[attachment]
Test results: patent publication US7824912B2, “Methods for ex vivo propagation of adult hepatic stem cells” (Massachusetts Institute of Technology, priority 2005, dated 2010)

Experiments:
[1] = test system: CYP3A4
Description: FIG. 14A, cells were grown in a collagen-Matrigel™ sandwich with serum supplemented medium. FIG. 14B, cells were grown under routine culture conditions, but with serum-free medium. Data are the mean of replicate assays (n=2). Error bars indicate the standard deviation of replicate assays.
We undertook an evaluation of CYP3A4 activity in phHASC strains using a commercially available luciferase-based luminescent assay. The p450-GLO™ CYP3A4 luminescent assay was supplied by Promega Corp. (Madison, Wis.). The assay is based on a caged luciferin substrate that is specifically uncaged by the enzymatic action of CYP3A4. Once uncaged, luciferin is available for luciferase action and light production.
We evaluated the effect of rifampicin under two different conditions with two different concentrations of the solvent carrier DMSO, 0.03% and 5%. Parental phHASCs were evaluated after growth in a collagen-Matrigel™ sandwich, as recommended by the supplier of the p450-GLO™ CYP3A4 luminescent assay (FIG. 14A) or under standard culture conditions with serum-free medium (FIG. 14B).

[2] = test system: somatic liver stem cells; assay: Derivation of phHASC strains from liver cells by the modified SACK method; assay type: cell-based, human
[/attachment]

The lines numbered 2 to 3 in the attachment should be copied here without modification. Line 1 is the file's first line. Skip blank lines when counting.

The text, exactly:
Experiments:
[1] = test system: CYP3A4